Joe Bonino, proud supporter of Prop H8 bigotry
“While same-sex couples can enter into domestic partnerships, “in California, marriage is defined as between a man and a woman,” Bonino said. He said that was decided with the Republican-supported ballot initiative Proposition 22 in 2000. Bonino said San Francisco Mayor Gavin Newsom, whose staff has performed thousands of gay marriages in the last 10 days, is “just grandstanding.” Bonino said he favors a constitutional amendment to prevent further ongoing legal debates and costs.”
(complete article after the break)
Bush proposal sparks local dialogue
Sara Watson Arthurs The Times-Standard
From the “propaganda of fear” to a way to “expedite the whole debate,” many Humboldt County residents have strong views to share on the recent developments in the gay marriage debate. Margot Gallant of the Humboldt County Gay and Lesbian Alliance had come to the Downtown Express coffee shop to discuss upcoming gay pride events with coffee shop owner Karen Phillips on Tuesday — the morning President George Bush announced he planned to seek a constitutional amendment banning same-sex marriages.
“How can someone legislate and make me illegal?” Gallant asked.
Phillips said Bush’s announcement stems from an ongoing prejudice she called “the propaganda of fear.”
“I went through my angst at being gay,” Phillips said. “I’m over it, and they can get over it too.”
Locally, she said, most people have. Her business, near the Humboldt County Courthouse, attracts a diverse clientele from bankers to attorneys to trial defendants — nearly all of whom treat her with respect, she said.
Joe Bonino, vice chairman of the Humboldt County Republican Party, said he supports Bush’s proposed amendment.
While same-sex couples can enter into domestic partnerships, “in California, marriage is defined as between a man and a woman,” Bonino said. He said that was decided with the Republican-supported ballot initiative Proposition 22 in 2000. Bonino said San Francisco Mayor Gavin Newsom, whose staff has performed thousands of gay marriages in the last 10 days, is “just grandstanding.” Bonino said he favors a constitutional amendment to prevent further ongoing legal debates and costs.
“I think it’s a good idea to expedite the whole debate,” Bonino said.
The Humboldt County Democratic Central Committee’s position on gay and lesbian relationships is to “affirm their right to equal legal recognition of their committed relationships” and their right to become adoptive parents, said committee chairman Brian Mau. The party opposes constitutional amendments that would abridge such rights, but its platform does not have language relating specifically to gay marriage, he said.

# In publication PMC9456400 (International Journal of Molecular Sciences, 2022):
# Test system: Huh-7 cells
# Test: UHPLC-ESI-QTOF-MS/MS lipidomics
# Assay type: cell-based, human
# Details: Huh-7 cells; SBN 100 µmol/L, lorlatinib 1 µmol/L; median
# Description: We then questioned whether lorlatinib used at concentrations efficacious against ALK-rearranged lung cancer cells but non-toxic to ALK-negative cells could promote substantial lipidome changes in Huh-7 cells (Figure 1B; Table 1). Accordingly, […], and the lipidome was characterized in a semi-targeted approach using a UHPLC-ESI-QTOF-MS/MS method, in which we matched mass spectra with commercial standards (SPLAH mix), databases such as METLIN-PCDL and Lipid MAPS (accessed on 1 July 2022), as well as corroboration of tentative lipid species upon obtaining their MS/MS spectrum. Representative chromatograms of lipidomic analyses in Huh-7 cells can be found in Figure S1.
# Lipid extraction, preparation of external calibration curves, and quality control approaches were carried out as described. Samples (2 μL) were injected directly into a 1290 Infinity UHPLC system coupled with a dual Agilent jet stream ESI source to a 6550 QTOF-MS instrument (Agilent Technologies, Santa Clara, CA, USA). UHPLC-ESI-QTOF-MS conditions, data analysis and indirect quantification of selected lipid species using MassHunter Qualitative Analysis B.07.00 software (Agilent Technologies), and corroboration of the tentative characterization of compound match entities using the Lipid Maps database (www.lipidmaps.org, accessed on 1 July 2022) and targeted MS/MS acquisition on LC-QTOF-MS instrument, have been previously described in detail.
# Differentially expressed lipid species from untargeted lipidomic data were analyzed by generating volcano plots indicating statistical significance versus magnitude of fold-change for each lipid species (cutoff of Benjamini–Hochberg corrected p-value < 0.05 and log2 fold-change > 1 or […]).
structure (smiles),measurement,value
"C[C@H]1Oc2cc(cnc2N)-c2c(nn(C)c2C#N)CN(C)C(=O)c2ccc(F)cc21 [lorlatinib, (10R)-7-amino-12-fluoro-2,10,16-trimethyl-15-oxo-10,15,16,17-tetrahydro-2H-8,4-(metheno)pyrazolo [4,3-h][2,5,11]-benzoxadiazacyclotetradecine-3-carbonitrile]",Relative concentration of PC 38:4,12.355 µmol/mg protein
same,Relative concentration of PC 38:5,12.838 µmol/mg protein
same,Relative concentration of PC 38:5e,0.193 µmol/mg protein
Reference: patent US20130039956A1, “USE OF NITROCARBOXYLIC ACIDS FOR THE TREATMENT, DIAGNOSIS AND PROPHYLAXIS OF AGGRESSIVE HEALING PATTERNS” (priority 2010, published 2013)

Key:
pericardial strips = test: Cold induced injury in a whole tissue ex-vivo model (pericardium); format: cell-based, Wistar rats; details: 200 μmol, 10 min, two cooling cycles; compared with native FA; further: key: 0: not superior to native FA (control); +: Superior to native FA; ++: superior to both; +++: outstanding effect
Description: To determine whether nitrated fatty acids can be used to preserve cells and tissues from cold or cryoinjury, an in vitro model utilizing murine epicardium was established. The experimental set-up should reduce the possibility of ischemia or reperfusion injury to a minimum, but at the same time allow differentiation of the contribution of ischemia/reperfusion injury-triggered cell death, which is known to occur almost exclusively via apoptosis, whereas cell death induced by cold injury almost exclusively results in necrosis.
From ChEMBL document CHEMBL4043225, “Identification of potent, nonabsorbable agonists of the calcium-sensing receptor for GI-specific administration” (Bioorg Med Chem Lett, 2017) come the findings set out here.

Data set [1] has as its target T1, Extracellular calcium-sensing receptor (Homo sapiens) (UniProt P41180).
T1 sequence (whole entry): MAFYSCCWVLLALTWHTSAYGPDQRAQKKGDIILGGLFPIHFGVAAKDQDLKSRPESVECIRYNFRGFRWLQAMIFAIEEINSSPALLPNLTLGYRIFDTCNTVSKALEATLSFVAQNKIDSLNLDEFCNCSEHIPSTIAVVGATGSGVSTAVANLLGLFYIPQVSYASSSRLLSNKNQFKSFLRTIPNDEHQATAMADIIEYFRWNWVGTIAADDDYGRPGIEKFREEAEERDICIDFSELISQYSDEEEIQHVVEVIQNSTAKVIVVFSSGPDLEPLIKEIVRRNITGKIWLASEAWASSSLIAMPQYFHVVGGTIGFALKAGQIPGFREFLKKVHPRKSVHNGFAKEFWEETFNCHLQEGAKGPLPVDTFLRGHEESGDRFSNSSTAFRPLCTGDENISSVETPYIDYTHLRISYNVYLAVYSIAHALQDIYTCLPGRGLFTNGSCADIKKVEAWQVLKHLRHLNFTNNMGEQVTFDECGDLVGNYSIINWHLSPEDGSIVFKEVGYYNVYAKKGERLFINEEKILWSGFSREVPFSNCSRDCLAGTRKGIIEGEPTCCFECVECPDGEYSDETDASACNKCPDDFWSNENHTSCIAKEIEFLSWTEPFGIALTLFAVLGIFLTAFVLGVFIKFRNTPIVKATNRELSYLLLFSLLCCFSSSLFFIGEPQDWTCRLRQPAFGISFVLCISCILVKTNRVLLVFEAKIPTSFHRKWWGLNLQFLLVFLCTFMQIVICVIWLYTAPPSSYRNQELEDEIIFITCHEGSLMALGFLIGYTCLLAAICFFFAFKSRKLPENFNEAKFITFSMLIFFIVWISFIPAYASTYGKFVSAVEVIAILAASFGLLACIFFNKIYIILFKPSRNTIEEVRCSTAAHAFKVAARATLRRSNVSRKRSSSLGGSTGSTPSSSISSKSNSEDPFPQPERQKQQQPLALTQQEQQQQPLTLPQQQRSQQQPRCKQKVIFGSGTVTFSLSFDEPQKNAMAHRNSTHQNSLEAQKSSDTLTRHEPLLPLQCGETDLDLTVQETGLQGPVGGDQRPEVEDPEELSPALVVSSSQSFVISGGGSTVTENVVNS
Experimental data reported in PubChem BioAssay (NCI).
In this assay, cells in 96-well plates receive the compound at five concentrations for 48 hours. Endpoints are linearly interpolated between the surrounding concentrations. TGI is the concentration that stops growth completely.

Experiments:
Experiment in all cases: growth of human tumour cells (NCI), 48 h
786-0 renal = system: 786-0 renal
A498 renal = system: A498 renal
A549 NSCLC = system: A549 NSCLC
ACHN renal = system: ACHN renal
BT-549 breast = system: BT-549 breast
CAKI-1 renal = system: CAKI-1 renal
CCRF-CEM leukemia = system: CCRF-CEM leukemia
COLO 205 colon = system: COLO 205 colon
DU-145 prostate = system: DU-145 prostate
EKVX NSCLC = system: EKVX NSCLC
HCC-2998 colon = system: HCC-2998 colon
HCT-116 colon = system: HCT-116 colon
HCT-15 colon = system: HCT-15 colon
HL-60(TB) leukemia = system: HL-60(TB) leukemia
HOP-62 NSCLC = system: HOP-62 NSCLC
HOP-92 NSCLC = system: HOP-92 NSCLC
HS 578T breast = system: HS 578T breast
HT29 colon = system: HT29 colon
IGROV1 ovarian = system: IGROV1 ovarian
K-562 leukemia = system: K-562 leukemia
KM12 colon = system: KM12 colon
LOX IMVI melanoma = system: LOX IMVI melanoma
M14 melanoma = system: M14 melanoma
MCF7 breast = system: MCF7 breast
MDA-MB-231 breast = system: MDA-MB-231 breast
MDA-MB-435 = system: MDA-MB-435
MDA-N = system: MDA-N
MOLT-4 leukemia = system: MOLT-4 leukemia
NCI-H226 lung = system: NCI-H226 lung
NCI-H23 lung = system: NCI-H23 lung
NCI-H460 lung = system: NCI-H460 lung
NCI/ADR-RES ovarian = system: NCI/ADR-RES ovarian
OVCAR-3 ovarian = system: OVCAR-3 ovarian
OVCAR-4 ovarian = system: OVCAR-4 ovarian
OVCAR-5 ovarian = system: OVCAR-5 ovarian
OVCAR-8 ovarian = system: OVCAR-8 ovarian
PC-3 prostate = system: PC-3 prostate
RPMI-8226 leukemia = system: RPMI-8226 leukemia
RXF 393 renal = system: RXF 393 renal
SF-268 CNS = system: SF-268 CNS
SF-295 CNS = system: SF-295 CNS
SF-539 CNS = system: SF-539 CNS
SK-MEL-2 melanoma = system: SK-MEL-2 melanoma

In recent years some local gay activists have staged a protest by coming into the county clerk/recorder’s office each Valentine’s Day and trying to apply for a marriage license.
“I believe we had as many as 60 couples in line at one time,” said Clerk/Recorder Carolyn Crnich.
When the same-sex couples asked to apply for marriage licenses, she said, her staff responded that they could not do so under California law but were welcome to pick up domestic partnership applications. The protest did not take place this year.
Humboldt County residents Eric Rofes and Crispin Hollings were among the first couples to get married at San Francisco City Hall on Valentine’s Day. They’ll travel to Boise this weekend for their honeymoon.
Rofes, assistant professor of education at Humboldt State University, said the wedding was intended as an act of civil disobedience. The couple has been together for 15 years and had a commitment ceremony more than a decade ago.
“The spirit was upbeat and renegade and loving and exciting,” Rofes said. “Cars were going by tooting their horns and people were bringing flowers and donuts and wedding cake.”
Rofes said he sees the gay marriage debate as part of a larger debate “about who gets to participate in the institutions of our democracy — is it just certain kinds of people or is it all people?”
HSU government and politics lecturer Cary Frazee, a lawyer whose background is in civil rights law, said the proposed amendment would deny gays and lesbians their civil rights.
“The purpose of the Constitution has always been to protect civil rights,” she said. “Never has it been amended to take rights away from a class of people.”
Frazee added that marriage has always been regulated by states rather than the federal government, and that Bush had previously stated his support of state’s rights.